Take the Paula Deen dust-up, for instance. (Seriously! Please take it! Make it go away!) I really don’t want to stick up for Paula Deen. I take no pleasure in defending a multi-millionaire mogul who deep fries mac & cheese chunks and misquotes the sage philosopher Pop-eye. (“I is what I is”?) But, see . . . the media went and turned her into a symbol – of the Old South, of institutionalized racism, of “hate,” and of every other bad thing on God’s green earth – and that just ticked me off. So, defend her I must. (Dammit.) She’s said some things she shouldn’t have, and – yes – she’s probably even got some remnants of racism rattling around in her noggin. But who among us has no cultural/historical weight we need to shed? No waste that needs removal? No trash that needs taking out? Paula Deen’s not perfect – and as a symbol, she’s pretty odious – but she seems like a nice enough person to me. When somebody who’s nice enough – and fully 3 dimensional – gets flattened into a symbol, then hoisted up the flagpole of public opinion like some banner of shame, chances are I’ll defend her. It’s what I do. You’re used to it, right?
One thing I’ll never get used to (I hope) is the unmitigated glee, the flat-out giddiness, some people exude when those they’ve deemed “evil” – or even just “other” – get their comeuppance . . . or the rage that explodes on the Internet when they don’t. The blood-lust I’ve seen directed at George Zimmerman – especially now that he’s been found “not guilty” – and the torches-and-pitchforks mentality aimed at Paula Deen . . . these responses chill me to the bone. At what point does a healthy desire for justice become something much darker? When does a righteous community turn into an angry mob? Where’s the line?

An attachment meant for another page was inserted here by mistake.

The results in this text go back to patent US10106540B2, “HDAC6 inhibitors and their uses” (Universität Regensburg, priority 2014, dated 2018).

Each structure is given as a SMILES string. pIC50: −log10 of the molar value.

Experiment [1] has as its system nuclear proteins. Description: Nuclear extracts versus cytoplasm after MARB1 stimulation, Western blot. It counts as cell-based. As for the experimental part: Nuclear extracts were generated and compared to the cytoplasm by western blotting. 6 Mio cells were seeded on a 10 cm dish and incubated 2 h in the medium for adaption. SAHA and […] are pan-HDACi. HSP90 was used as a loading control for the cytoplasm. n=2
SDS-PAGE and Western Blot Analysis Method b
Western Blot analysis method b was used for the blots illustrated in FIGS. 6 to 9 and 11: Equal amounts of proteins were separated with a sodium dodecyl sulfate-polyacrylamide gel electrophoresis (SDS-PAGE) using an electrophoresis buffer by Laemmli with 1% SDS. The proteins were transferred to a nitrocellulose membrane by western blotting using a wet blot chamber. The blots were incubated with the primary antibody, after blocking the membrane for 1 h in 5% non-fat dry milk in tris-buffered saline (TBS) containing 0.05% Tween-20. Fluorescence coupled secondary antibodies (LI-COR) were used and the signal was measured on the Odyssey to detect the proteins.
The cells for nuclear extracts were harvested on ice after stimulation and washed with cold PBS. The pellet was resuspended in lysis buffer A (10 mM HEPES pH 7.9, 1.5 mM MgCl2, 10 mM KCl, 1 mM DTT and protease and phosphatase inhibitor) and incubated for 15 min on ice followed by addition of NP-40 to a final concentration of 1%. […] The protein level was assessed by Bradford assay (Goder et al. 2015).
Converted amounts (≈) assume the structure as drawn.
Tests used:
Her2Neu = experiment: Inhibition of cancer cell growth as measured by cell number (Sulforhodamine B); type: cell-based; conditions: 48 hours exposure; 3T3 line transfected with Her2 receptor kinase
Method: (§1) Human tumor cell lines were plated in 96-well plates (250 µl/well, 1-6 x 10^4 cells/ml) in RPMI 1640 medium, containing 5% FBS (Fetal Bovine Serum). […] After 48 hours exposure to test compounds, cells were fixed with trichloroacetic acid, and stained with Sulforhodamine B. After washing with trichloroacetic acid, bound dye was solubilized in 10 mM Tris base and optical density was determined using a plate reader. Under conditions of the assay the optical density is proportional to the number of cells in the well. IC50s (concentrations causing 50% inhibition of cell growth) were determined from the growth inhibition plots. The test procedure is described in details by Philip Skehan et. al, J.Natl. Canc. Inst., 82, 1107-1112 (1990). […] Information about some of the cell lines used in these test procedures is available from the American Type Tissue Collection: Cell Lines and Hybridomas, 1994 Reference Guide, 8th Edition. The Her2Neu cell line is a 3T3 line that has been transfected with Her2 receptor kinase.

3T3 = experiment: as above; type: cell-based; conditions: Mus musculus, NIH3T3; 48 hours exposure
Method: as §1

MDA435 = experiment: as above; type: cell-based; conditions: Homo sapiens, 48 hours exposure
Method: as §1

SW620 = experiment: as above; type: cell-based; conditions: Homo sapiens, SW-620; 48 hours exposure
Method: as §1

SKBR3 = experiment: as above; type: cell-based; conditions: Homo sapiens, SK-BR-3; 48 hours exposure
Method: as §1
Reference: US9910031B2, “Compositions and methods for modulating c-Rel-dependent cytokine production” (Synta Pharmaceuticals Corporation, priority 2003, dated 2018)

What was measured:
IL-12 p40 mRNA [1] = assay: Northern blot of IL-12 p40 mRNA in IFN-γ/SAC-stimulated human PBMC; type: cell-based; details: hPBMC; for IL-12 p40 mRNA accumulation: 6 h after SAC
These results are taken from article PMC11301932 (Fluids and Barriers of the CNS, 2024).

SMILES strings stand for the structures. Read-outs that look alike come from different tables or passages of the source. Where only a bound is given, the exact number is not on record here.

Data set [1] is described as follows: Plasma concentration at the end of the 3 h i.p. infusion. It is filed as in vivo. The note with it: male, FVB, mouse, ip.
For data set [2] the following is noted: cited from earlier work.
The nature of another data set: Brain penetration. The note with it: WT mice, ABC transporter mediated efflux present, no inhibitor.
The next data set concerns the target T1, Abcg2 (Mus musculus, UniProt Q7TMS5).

Last weekend, I heard a good sermon based on U2’s song “One.” (You didn’t know Presbyterians were so hip, did you?) The preacher read the whole song aloud, like a psalm, coming back, over and over again, to the refrain: We’re one, but we’re not the same. We get to carry each other . . . carry each other.
I’ve always loved that song, and I knew there was a lot going on with the lyrics, but as I listened this time around, what jumped out at me were two little words: “get to.” We get to carry each other. Not “got to” – as in “have to” – but “get to.” As in . . . it’s a privilege. Taking care of each other, helping each other, wishing the best for each other, lifting each other when we fall . . . Carrying each other is a privilege. I wonder what would happen – how the world, or even my household, might change – if we all embraced that privilege with gusto and gratitude?
This life is hard. Children grow up and leave us. Those we love die. Terrible things happen to people, and other people are often responsible. It’s the human condition. What if, instead of grabbing our pitchforks and circling the houses of those “other people” in self-righteous anger, our immediate group response was . . . sorrow? Concern? Grief? What if we let the justice system handle the justice – that’s what it’s there for – and those of us without gavels and robes went straight for the mercy? What if forgiveness, not judgment, were our collective default mode? Can you imagine?!
Easier said than done, I know. But I think I could get used to it.